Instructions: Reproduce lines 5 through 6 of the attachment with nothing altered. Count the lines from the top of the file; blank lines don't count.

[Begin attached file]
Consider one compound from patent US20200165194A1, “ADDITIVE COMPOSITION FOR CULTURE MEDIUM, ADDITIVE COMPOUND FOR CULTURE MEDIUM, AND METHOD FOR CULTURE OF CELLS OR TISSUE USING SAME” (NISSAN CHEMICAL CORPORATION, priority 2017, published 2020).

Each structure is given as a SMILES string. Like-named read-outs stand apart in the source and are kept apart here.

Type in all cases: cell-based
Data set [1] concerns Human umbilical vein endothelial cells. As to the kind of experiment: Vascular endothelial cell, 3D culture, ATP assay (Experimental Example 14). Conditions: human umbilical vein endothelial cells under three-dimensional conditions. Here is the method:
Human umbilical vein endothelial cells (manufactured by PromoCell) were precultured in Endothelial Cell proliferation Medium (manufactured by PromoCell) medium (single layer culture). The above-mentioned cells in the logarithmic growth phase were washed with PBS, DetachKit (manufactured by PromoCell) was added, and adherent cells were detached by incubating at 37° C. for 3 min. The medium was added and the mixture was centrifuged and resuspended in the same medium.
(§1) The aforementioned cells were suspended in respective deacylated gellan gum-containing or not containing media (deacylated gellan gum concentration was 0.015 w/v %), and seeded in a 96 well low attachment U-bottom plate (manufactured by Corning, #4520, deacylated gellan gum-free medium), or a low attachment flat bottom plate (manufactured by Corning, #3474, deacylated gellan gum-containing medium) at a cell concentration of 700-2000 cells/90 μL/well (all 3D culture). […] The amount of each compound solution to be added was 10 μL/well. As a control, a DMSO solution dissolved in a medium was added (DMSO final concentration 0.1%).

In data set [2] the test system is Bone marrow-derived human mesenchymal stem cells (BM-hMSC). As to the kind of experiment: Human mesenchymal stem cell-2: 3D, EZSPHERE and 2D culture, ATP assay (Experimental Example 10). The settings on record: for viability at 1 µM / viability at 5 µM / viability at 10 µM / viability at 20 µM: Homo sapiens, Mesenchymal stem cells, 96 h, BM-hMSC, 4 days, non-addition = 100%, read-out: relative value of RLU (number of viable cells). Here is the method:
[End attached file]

Human umbilical vein endothelial cells (manufactured by PromoCell) were precultured in Endothelial Cell proliferation Medium (manufactured by PromoCell) medium (single layer culture). The above-mentioned cells in the logarithmic growth phase were washed with PBS, DetachKit (manufactured by PromoCell) was added, and adherent cells were detached by incubating at 37° C. for 3 min. The medium was added and the mixture was centrifuged and resuspended in the same medium.
(§1) The aforementioned cells were suspended in respective deacylated gellan gum-containing or not containing media (deacylated gellan gum concentration was 0.015 w/v %), and seeded in a 96 well low attachment U-bottom plate (manufactured by Corning, #4520, deacylated gellan gum-free medium), or a low attachment flat bottom plate (manufactured by Corning, #3474, deacylated gellan gum-containing medium) at a cell concentration of 700-2000 cells/90 μL/well (all 3D culture). […] The amount of each compound solution to be added was 10 μL/well. As a control, a DMSO solution dissolved in a medium was added (DMSO final concentration 0.1%).